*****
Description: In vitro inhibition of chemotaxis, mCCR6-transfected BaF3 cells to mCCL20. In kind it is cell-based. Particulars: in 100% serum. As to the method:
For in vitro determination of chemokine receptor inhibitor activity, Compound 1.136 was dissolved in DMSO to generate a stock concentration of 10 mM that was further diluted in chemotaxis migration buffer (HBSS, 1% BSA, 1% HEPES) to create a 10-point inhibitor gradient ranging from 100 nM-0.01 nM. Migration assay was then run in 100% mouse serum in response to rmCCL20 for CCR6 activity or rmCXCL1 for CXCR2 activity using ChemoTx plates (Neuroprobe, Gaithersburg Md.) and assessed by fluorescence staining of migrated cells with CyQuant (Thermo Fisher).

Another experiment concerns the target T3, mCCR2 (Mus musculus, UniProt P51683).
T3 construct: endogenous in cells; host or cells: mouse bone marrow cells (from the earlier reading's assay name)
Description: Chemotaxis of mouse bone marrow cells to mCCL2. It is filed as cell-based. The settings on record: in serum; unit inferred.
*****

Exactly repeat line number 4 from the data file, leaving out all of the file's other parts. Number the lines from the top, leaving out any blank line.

T3 construct: endogenous in cells; host or cells: mouse bone marrow cells (from the earlier reading's assay name)